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Indian hospital an eye-opener to community service

Dr Rakesh Shukla – 

During a visit to India early this year, my wife Kiran and I were introduced to Dr Sushil Chaudhary and his wife Dr Rewa Chaudhary, both of who have spent more than 30 years of their life helping hundreds of thousands of poor people regain eyesight.

Their ‘ICARE Hospital,’ owned and operated by Ishwar Hospital Trust in Noida, about 25 kms from the heart of New Delhi, also provides free eye surgery and treatment to poor people and those whose eyes are affected by accidents and ailments.

Impressed by the selfless service rendered by the Chaudhary couple, we decided to celebrate on-the-spot the 100th birth anniversary of my late father Dr P D Shukla by sponsoring 100 cataract operations.

Humble beginning

Indian hospital an eye-opener Photo 1 Web (1)During 1982, Dr Sushil Chaudhary was running his private clinic in Delhi and also screening poor patients from slums of Delhi free of cost.

Using a nominal amount of money left for him by his late parents, he started Ishwar Charitable Trust.

In 1993, the government gave him 4500 square meters of land in Noida to expand his ophthalmic clinic for the poor.

He opened ICARE Hospital, which, from a modest beginning, has grown to perform about 20,000 eye surgeries every year. Out of these, about 15,000 operations are only for poor and needy people, who are brought from neighbouring villages in the hospital’s vehicles.

They are looked after for two or three days with beds, food, medical care and required surgery. Thereafter, they are transported back to their respective villages. All services are rendered free of cost. Even those who are willing to pay are charged only the direct costs incurred by the hospital.

Noble Mission

Indian hospital an eye-opener Photo 1 Web (2)ICARE Hospital’s mission is ‘Progress towards eliminating preventable blindness.’

It is relevant to note that there are about 45 million blind people in the world and about 30% of them (15 million) are in India.

It is a known fact that 80% of blindness is treatable.

The main causes for blindness are Cataract (63%), Refractive Errors (20%), Glaucoma (7%) and other causes including accidents (10%).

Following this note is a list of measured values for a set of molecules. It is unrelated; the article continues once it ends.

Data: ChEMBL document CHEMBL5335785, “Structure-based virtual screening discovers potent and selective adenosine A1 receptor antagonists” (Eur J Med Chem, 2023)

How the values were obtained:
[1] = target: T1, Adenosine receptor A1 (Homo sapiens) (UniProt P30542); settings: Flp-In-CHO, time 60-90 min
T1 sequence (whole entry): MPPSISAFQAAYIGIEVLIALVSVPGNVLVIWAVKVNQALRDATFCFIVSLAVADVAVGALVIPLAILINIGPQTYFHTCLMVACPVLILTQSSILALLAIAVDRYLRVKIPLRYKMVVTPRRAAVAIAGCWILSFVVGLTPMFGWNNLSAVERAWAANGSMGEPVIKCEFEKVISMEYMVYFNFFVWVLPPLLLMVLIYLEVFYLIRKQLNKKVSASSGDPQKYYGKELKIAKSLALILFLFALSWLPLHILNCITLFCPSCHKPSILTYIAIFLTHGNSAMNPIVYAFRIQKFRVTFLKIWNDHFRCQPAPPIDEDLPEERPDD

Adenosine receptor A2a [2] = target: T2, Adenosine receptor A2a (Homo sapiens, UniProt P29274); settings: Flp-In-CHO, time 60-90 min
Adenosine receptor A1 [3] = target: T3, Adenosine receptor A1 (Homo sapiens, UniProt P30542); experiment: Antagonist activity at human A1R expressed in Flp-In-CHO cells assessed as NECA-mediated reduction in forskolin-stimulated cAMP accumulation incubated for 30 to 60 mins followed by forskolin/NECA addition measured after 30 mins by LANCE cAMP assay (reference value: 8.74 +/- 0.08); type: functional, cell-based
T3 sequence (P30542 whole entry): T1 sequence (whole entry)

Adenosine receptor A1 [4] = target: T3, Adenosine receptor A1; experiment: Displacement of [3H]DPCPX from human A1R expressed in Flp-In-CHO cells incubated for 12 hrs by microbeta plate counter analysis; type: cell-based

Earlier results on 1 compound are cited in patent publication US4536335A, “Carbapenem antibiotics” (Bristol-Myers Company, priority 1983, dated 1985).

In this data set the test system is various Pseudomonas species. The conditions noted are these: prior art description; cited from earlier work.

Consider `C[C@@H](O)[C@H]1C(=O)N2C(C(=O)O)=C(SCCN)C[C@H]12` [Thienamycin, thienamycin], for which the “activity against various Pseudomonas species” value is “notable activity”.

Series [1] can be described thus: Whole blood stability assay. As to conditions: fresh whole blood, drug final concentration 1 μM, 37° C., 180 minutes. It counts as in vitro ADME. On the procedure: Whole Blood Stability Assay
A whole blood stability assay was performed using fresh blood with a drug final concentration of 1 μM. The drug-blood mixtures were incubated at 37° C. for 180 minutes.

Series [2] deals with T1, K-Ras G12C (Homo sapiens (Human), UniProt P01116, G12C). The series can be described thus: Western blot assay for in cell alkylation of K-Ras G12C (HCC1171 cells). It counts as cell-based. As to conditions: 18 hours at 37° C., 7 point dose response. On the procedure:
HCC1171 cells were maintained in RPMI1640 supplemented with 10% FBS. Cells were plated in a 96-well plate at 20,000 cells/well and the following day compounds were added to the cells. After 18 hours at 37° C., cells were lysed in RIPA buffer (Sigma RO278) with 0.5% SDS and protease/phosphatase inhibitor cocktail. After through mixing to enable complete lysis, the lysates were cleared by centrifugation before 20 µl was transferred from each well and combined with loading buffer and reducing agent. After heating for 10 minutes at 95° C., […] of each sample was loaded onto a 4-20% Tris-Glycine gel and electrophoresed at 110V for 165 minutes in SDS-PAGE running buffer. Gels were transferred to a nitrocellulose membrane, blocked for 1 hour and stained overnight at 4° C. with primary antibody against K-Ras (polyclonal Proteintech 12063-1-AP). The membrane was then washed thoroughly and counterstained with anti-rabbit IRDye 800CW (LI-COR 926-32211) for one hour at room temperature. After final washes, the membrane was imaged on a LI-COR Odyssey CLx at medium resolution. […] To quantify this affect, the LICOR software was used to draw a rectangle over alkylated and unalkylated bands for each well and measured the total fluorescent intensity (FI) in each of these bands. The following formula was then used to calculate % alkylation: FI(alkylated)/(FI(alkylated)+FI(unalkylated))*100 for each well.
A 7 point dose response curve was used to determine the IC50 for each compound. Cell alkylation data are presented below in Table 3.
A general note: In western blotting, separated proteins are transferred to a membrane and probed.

Out of estimated 15 million people suffering eye sight problems in India, tragically, nearly 12 million remain untreated. More than 80% of untreated people reside in rural areas.

Given these depressing figures, it is very encouraging to note that ICARE Hospital is making a modest but wonderful effort by working tirelessly and providing free service to the poor and needy.

Free services

There are three ways in which ICARE helps the poor: (1) Free ophthalmic services by sending doctors to neighbouring villages of Delhi (2) Free camps in nearby villages to create awareness about eye care and treatment and (3) Training medical and paramedical personnel from India as well as overseas in ophthalmic services.

The hospital accounted for nine foreign students during my visit.

ICARE is one of the highest eye surgeries performing charitable hospitals in India. It has over 30 highly qualified eye doctors, over 90 paramedical staff, 30 support staff, and many full-time and part-time volunteers.

The hospital is equipped with latest eye equipment, most of them donated by reputed organisations such as Manos Unidas (Spain), Sightsavers (India), Operation Eyesight Universal (Canada), Rotary Clubs, Government of Japan, Help the Aged (UK), Pfizer (USA), Glaxo Smith & Kline (UK) and government and private undertakings.

Ensuing plans

The hospital intends to increase the number of eye surgeries for the poor from about 20,000 now to 100,000 by 2025, with an interim target of 55,000 by 2020.

ICARE is also aiming to have ten secondary eye centres in villages by 2025 with capacity for small eye surgeries.

It may sound unbelievable, but it costs just Rs 3000 ($65) to perform a cataract surgery and only about Rs 12,000 ($265) to perform a complicated surgery of Retina, Cornea or Glaucoma.

References: www.icarehospital.org; https://youtu.be/YiEOv3lztZA

Dr Rajesh Shukla (PhD) lives in Auckland. For further information and donations, please contact him on 021-686078. Email: rks.esgrp@gmail.com

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Photo:

Dr Rajesh Shukla and his wife Kiran sponsored eye surgery and treatment for 100 poor men and women at ICARE Hospital in Noida, near New Delhi to commemorate the birth centenary of his late father Dr P D Shukla during his visit early this year.

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